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Volatile Oil and Gas Prices are #1 Risk to U.S. E&P Industry, According to BDO USA Report
added: 2011-05-26

Oil and gas companies believe risks associated with rising oil and gas prices and regulatory changes, including those related to greenhouse gas emissions, hydraulic fracturing and tax incentives, pose the greatest threat to their businesses. According to a report by BDO USA, LLP, a leading accounting and consulting organization, these two risks were cited by all (100%) of the 100 largest U.S. oil and gas exploration and production (E&P) companies in their 10-K SEC filings this year.

With fallout over the Deepwater Horizon spill, nearly all companies (97%) list operational hazards, such as blowouts, spills, injury and loss of life, as top risks. Disruptions due to natural disasters or extreme weather conditions are high on the list of concerns as well (96%). Having enough insurance coverage to mitigate the liability of such disruptions is also a primary risk stated by 87 percent of companies.

“The spike in oil prices resulting from supply issues and ongoing regulatory battles are the issues weighing heavily on the minds of oil and gas executives,” said Charles Dewhurst, partner and leader of the Natural Resources Practice at BDO USA, LLP. “These issues have long been prevalent in the industry, but are tinged with more urgency as significant tax and environmental regulations come closer to fruition and turmoil in the Middle East continues to drive up prices. We expect these to remain top risks for companies for the foreseeable future.”

Further findings from the 2011 BDO RiskFactor Report for Oil and Gas Businesses include:

- Regulatory risks run rampant. Regulatory issues continue to plague the oil and gas industry. Of the 100 percent that cited regulatory issues as a risk, 94 percent cited environmental restrictions including climate change, 69 percent noted greenhouse gas legislation and 52 percent mentioned hydraulic fracturing regulations. The derivatives legislation contained in the Dodd-Frank Act (63%) and pending elimination of federal income tax deductions (43%) are other major regulatory concerns. These issues were also highlighted in the 2011 BDO Energy Outlook study, which found that 54 percent of chief financial officers (CFOs) at oil and gas E&P companies felt that “legislative changes” would be the most important factor inhibiting the growth of the U.S. oil and gas industry in 2011.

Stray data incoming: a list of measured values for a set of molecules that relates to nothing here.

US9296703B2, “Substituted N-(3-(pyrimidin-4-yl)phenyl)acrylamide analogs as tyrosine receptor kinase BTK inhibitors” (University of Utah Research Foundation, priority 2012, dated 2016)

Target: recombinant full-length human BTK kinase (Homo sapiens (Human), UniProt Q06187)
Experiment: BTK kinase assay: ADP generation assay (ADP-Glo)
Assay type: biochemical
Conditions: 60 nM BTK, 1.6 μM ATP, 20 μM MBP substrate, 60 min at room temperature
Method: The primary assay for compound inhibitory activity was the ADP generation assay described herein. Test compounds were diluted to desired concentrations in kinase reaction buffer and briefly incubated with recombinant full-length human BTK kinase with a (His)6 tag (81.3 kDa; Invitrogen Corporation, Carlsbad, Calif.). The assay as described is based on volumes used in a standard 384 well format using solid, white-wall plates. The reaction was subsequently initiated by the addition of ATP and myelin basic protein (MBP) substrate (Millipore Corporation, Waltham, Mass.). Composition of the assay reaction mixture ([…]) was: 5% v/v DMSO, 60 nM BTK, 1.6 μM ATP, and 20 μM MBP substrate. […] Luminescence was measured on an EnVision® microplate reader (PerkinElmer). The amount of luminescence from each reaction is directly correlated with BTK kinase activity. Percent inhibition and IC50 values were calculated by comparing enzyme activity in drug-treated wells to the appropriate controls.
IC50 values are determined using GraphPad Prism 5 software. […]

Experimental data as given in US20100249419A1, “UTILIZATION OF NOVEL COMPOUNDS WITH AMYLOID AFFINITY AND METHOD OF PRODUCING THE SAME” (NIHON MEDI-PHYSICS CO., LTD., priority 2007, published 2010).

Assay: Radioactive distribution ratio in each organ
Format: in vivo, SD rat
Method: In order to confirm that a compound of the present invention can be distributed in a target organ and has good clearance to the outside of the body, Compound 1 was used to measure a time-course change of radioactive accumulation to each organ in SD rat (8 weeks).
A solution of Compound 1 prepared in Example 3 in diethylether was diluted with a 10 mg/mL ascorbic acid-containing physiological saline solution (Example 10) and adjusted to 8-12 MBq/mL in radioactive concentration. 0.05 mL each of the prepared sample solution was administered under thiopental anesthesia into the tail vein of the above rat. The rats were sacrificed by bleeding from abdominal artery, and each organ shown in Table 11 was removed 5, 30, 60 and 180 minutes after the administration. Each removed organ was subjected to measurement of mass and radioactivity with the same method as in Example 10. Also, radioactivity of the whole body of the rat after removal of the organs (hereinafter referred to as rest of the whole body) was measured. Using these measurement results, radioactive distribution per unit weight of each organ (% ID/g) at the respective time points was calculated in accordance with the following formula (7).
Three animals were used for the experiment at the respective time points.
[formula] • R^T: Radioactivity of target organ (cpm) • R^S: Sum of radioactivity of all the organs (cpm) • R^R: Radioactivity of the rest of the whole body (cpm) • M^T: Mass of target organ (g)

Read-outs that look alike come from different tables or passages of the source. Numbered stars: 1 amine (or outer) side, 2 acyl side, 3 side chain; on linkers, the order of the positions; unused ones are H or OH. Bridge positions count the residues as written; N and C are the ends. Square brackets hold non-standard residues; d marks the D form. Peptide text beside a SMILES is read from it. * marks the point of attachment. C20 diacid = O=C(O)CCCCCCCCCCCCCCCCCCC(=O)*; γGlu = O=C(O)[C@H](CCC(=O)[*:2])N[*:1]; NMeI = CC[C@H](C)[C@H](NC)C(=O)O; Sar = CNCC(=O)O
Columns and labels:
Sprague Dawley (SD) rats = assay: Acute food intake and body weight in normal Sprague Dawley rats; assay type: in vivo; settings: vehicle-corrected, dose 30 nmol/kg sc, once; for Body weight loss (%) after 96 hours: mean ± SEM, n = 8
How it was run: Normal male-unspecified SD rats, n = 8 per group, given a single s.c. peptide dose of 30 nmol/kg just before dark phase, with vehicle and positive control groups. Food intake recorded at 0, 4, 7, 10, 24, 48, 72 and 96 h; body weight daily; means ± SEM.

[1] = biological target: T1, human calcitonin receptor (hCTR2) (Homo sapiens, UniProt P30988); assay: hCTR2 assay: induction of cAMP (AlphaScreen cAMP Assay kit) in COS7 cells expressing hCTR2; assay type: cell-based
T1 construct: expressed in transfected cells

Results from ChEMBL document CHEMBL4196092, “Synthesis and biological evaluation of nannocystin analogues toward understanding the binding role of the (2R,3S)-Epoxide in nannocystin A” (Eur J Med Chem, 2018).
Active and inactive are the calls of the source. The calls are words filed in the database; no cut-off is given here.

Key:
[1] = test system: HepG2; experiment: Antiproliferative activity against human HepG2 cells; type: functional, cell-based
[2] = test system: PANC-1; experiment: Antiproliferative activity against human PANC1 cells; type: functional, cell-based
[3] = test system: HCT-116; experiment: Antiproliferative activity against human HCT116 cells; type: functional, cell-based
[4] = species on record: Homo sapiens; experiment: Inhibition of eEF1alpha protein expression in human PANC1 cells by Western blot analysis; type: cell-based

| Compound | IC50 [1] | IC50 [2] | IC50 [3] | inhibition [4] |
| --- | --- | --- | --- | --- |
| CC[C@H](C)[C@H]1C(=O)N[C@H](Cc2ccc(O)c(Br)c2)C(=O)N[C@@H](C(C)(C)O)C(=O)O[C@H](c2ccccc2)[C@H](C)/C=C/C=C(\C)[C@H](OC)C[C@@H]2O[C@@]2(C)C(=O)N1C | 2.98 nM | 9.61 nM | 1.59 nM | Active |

- Credit markets loosen but liquidity remains a concern. Inadequate liquidity, access to capital and indebtedness are among the top ten risks for companies (95%) despite the sentiment that access to capital and credit is improving. More than half (56%) of CFOs reported their ability to access capital and credit is either the same or better than last year in the 2011 Energy Outlook Survey. The general state of the economy also ranks high (#9) on the risk factor list, stated by 91 percent of companies.

- Replacing and estimating reserves is a risky business. Replacing reserves is a dominant risk factor for oil and gas companies (98%). Not only do new reserves threaten to turn out dry wells or unsatisfactory levels of production, but industry competition is fierce (cited by 87% as a risk factor) and companies have to battle over the acquisition of new drilling properties. Estimating reserves is also an inexact science, and 96 percent of companies are concerned over the financial fallout of inaccurate reserve estimates.

- Financial status of partners and third parties causes discomfort. While many oil and gas companies have seen their own financials improve, the financial stability of partners, customers, vendors and suppliers remain top risk factors (75%). Companies are also uncomfortable with their reliance on third-party owned pipeline, transportation and processing facilities (83%) as even minor disruptions in transportation could have major financial ramifications.

Source: Business Wire

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